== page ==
Sex talk
Speaking of Sleaze

Simon Sheppard,

There's a sex club that advertises itself as "a clean, well-lighted place for sex," and that sort of spotless ambiance suits many guys just fine. But then there are those who prefer their screwing-around on the sleazy side. To some, it's just a matter of hanging out at a dimly lit bar, wearing basket-revealing jeans, and acting like a slut. But things can get a lot more hardcore.

"I normally live a nice, clean life, with a suit-and-tie job and a neat house," says one sleaze-fancier. "But when my dick gets hard, I go looking for tattooed rough trade, drugged-out skateboys in skanky apartments, things like that. I'd rather cruise in a smelly bus-station restroom than an upscale coffeeshop."

And he's not alone. There are plenty of fellows who like their fun to be down-and-dirty, their sex to be lascivious, not loving. Verbal abuse, dominance/submission scenes, glory holes – the gutter's the limit. Do such guys have issues? Well, maybe.

Says another fellow, "A friend of mine – really, it's not me – loves to pick up homeless men, the stinkier the better, and take them home. Sure, homeless guys deserve love, too, but what he's doing is so dangerous on so many levels – rip-offs, diseases, you name it. And he's had crabs more times than I can count. Sorry, but men who respect themselves just don't put themselves in such skanky situations."

A yen for sleaze may indeed reflect internalized homophobia, the oppressive idea that queer men don't deserve sweet, loving sex. But, like any sort of sexual desire, it's probably more complicated than that. Says our middle-class sleaze seeker, "It's just nice, after a hard week at work, to behave like a total animal. There's a piss party at a local club that I totally love. It's an excuse to get messy, wet, and just lose control."

Of course, loss of control – though it can be key to great sex – can lead to all sorts of unforeseen trouble, and using drinks or drugs to overcome inhibitions is never a great idea. But "sleazy" need not mean "unsafe."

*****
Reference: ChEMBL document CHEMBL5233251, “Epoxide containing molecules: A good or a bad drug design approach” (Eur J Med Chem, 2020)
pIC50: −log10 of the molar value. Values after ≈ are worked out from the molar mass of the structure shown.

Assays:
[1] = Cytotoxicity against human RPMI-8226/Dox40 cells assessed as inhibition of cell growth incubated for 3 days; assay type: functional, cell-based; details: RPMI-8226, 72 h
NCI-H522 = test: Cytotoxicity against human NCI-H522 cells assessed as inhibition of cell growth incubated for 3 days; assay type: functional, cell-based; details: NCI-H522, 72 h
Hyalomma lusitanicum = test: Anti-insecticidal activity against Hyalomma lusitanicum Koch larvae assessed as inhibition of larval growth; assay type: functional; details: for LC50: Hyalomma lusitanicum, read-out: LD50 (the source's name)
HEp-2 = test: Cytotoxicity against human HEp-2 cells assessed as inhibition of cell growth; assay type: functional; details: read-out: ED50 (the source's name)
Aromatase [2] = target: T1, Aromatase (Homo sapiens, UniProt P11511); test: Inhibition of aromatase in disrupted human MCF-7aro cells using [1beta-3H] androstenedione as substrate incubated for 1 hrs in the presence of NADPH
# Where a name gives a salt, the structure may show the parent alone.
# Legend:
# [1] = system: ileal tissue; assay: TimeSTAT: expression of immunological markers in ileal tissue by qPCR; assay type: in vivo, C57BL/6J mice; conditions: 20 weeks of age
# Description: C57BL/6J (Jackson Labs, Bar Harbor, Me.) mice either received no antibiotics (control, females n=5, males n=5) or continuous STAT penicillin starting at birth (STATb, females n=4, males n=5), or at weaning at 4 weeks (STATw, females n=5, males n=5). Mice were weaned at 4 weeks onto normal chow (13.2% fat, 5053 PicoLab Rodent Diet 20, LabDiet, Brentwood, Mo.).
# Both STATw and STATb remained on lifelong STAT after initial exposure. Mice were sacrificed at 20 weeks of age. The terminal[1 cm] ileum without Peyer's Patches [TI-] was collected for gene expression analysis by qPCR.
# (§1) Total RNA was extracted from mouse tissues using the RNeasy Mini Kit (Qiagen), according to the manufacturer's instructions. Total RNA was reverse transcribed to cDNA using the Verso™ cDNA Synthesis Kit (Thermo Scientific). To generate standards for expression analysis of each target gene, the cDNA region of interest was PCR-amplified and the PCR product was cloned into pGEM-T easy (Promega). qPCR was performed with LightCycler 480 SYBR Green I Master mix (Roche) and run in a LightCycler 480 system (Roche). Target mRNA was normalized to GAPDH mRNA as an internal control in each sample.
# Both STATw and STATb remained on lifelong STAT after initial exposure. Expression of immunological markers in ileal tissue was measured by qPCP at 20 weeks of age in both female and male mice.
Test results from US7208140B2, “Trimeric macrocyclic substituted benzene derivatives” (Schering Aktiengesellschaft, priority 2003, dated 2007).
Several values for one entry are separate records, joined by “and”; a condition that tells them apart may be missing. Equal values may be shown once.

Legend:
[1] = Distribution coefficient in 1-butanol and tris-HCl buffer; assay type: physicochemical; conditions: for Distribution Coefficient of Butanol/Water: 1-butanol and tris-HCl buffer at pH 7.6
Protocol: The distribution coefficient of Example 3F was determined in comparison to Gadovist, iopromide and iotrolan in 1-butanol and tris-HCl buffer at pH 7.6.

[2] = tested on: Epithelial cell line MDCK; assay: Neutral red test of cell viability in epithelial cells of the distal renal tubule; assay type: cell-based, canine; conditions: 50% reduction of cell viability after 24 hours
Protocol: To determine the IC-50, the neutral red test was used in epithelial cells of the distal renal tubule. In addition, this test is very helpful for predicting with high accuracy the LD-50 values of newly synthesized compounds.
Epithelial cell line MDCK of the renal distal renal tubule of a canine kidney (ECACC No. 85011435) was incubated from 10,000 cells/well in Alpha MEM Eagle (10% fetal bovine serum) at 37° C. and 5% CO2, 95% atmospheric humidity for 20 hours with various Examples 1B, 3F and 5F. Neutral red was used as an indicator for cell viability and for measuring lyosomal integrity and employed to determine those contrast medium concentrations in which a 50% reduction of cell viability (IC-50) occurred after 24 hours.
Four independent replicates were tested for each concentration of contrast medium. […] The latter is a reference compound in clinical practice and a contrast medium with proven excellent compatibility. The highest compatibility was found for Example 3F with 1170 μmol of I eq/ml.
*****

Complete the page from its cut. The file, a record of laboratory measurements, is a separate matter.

One man says, "I enjoy having sex in my garage. It's pretty funky in there, and I have a play buddy who shows up, unshowered and in smelly, ripped-up clothes. We do some very hot role-play scenes, after which he gets me face-down on some greasy rags slung over the hood of my car, puts on a rubber, and fucks the hell out of me."

It's always easier to go sexually slumming if you have the option of returning to a more-or-less together life. Confesses our garage-playing buddy, "For a while I was seeing a guy with drug problems. It was sort of hot, in a lower-depths way, to go over to his fucked-up apartment and suck him while he was getting high. But eventually it just got creepy; I felt like I was both enabling and exploiting his addiction. I was glad to hear, about a year later, that he'd managed to clean himself up."

Yes, we all have limits, and one man's "sleazy" is another's "sweet." Successful and safe sexual exploration depends on being honest with yourself and forthright with others. That's what pre-play negotiations are for, and if spontaneous, maybe anonymous, play is on tap, then at least be prepared for what you're letting yourself in for. A condom in the pocket, for instance, is never out of style.

And, of course, at some point, walking on the wild side requires you to lower your inhibitions and become – at least for a little while – the sex pig we all know, deep down, you really are.

Simon Sheppard is the author of Kinkorama: Dispatches from the Front Lines of Perversion

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